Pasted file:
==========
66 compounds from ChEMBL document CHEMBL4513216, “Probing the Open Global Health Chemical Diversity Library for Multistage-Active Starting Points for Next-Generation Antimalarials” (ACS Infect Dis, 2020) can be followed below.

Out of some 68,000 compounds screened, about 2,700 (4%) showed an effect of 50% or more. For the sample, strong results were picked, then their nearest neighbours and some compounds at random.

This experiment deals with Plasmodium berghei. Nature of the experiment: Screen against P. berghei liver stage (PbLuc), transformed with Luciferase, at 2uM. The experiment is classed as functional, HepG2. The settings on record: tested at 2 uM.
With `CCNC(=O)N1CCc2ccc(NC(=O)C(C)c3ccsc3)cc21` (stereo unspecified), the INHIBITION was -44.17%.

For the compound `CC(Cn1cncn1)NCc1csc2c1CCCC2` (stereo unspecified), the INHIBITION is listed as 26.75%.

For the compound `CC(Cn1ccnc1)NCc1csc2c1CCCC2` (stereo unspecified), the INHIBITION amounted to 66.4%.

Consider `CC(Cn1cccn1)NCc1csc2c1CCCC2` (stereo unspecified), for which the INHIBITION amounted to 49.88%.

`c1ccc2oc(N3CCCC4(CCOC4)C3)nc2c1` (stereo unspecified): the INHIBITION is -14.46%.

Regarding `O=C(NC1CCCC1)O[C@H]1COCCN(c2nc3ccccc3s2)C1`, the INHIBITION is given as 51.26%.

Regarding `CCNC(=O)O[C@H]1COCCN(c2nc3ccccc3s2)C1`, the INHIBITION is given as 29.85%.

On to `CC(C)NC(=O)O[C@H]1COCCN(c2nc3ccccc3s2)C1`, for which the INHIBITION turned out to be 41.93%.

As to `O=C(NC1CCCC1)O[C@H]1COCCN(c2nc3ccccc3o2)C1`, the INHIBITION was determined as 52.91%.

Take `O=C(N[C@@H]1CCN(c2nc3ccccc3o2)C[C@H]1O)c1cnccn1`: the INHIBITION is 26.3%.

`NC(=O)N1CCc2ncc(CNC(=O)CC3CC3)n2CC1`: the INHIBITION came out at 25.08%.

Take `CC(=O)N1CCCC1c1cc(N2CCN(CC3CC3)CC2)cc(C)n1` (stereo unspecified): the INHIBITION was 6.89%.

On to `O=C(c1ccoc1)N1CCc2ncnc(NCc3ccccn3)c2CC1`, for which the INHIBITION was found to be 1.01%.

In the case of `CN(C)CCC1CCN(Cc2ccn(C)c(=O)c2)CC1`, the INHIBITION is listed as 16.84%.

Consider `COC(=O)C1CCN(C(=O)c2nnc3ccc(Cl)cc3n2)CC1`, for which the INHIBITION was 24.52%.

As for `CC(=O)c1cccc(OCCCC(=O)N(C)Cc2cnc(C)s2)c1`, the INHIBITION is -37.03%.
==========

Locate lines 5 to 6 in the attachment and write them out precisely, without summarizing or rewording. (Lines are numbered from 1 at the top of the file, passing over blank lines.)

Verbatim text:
For the compound `CC(Cn1cncn1)NCc1csc2c1CCCC2` (stereo unspecified), the INHIBITION is listed as 26.75%.

For the compound `CC(Cn1ccnc1)NCc1csc2c1CCCC2` (stereo unspecified), the INHIBITION amounted to 66.4%.